Out of respect for Colonel Sanders, we agreed that a visit to Kentucky would not be complete without some golden fried chicken. To that end, we met Chris’ cousins at Claudia Sander’s restaurant and buffet where we consumed lavish quantities of vegetables along with fried chicken.
Kentucky museums equal our own Bob Bullock Museum in Austin. Texas has a much larger state capital building than Kentucky. However, the farms for breeding and training Kentucky Derby thoroughbred racehorses can only be described as extravagant. Never have I observed such beauty and care with regard to animals. Even the fences look spectacular. My West Texas cowboy daddy would have enjoyed witnessing such glamorous level of care. (Or he might have thought it silly.)
On our final night in Kentucky, we met a different set of cousins and had dinner in Louisville. We have thoroughly enjoyed the family and the state. Now we head to Branson, MO to enjoy some music.
Like turtles, people who live in RV’s carry their homes with them. Being “home” depends on where we park. Although I doubt we will live this way forever, our life style currently works. At the moment, home happens to be in Frankfort, Kentucky.
We traveled to Kentucky to spend time with Chris’ relatives. An added bonus provided beautiful country scenes and amazing horse farms. Kentucky racehorses produced a different breed from our West Texas Quarter horses.
Yesterday, we had the pleasure of visiting with Chris’ 96-year old Aunt Nancy. Lively, independent and pretty, his aunt shared the secret of her long life of good health. She based her good fortune on double bacon cheeseburgers and most afternoons, a shot of Bourbon. So now, we have it—youthful health from a real expert. Continue reading
I could feel my Aunt Maggie twitching in her grave as we sat in the “waiting area lounge” of a Cummins repair shop. If you knew Miss Maggie in Pecos, Texas, you could appreciate that statement. My little aunt, who raised me from the time I was seven, always remained precise and proper. The language of one of the truck drivers sharing the lounge would not have met her approval.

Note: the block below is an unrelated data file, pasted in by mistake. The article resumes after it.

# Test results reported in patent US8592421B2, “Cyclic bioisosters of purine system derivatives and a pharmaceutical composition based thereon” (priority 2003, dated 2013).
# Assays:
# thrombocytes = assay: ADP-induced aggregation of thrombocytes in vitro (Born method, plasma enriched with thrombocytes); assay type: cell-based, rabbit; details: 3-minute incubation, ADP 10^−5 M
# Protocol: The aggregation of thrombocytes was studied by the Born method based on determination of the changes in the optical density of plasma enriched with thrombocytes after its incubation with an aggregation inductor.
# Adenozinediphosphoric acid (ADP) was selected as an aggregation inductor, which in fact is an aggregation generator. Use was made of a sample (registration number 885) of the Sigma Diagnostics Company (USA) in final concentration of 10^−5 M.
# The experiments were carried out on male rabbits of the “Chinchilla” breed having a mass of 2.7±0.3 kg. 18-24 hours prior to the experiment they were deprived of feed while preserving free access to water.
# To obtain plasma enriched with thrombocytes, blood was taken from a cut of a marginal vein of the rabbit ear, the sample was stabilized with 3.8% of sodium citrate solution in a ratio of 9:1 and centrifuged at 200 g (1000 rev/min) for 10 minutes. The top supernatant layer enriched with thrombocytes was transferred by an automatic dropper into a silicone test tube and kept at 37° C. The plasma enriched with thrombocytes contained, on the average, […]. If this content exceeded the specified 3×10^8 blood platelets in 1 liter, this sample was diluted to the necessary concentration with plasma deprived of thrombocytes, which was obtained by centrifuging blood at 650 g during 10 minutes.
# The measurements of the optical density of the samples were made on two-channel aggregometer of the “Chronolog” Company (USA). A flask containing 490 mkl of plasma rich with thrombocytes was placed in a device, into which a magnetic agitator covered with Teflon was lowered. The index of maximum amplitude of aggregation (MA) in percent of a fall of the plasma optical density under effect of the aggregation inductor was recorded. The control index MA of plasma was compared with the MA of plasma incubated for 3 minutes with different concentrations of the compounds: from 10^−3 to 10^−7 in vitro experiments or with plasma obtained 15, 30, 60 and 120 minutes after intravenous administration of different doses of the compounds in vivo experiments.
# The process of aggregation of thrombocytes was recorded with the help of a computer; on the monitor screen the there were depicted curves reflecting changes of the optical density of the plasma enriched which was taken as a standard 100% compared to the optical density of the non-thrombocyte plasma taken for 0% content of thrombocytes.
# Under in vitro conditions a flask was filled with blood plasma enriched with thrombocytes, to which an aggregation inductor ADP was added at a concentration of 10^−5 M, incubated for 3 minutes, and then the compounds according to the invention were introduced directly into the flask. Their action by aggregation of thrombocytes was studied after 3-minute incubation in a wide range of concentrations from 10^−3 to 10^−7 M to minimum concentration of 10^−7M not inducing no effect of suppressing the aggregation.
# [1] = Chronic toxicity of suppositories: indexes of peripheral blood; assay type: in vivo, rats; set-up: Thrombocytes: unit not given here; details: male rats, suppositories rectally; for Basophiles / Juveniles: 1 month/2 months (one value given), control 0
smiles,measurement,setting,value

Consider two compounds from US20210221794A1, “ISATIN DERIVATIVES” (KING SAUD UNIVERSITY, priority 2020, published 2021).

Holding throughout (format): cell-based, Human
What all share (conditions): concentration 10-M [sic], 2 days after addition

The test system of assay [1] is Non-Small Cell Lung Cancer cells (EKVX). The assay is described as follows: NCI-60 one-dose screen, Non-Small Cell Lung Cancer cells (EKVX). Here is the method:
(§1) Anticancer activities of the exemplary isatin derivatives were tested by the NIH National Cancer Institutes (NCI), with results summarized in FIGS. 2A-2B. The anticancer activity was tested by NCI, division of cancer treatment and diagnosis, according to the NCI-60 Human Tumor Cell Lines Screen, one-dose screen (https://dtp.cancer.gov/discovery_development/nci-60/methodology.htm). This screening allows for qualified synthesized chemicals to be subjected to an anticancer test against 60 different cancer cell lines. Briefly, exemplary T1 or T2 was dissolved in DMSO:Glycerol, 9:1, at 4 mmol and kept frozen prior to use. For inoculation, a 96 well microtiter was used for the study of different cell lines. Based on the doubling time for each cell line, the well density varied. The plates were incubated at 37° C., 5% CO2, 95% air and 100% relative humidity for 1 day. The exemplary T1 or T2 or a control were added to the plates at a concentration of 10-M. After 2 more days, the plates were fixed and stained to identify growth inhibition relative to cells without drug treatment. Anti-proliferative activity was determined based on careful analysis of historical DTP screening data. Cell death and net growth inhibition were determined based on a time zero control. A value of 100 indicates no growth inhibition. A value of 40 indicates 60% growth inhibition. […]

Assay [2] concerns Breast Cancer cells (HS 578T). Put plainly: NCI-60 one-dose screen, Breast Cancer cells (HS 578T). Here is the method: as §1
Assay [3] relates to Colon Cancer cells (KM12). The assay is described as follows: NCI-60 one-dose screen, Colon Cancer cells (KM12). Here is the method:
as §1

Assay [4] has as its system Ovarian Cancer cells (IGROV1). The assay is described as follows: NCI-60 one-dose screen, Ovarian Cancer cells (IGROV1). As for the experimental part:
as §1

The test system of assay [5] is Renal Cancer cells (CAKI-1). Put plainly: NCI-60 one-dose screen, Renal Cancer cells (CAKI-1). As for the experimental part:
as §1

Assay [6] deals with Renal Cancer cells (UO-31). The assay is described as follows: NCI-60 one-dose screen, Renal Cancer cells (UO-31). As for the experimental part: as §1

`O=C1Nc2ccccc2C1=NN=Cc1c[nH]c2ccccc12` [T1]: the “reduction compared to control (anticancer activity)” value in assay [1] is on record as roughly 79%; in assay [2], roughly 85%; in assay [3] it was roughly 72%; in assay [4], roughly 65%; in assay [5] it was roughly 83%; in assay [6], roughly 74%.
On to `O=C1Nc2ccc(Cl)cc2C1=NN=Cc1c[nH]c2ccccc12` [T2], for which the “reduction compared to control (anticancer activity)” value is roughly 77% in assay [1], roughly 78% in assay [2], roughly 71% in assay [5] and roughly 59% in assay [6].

We sat in the waiting area with four truckers. One very pleasant driver shared interesting experiences with us. Two remained quiet. The fourth let his stories and language rip! In his wildest tale, complete with thought-provoking language, he claimed to have skimmed the top of a prostitute’s head with a bullet. He reasoned, “What else could an innocent man do to indicate lack of interest?” Oh those persistent girls! (Fortunately, according to our storyteller, his bullet barely grazed her. Lovely guy.)
Colorful or not, it was finally time to end this lesson in expressive language and head down the road to Frankfort, Kentucky. We arrived in time for the camp owner to inform us about severe rainstorms heading our way. The gentleman suggested we read the instructions about what to do in case of tornadoes or floods. Oh, Great! Just what I wanted to hear. Anxiously, I crawled into bed as Chris assured me that we would be safe. “Oh yeah, I’ve heard this before!” I thought.
We woke to a gloriously sunny morning. Off we went to Lexington to meet Chris’ relatives and see some of Kentucky’s beautiful sites.
It would be less than candid if I did not confess that occasionally, Chris and I face complications with our nomadic life style. When we left Austin, we knew that the RV steps, which should automatically raise and lower, did not work properly. I did not consider our lack of steps a formidable problem. However, early this morning, I discovered Chris under the RV trying to fix the stubborn stairs. He also spent time working on the door to the shower, which flings off its runner each and every time we hit the highway. Even the flying shower door did not cause too much concern, since Chris always re-installed the door when we reached each destination. Continue reading
Just as seeing ducks waddle down a red carpet at the Peabody Hotel is the “thing” to do in Memphis, attending the Grand Ole Opry sits at the top of the “to do” list in Nashville.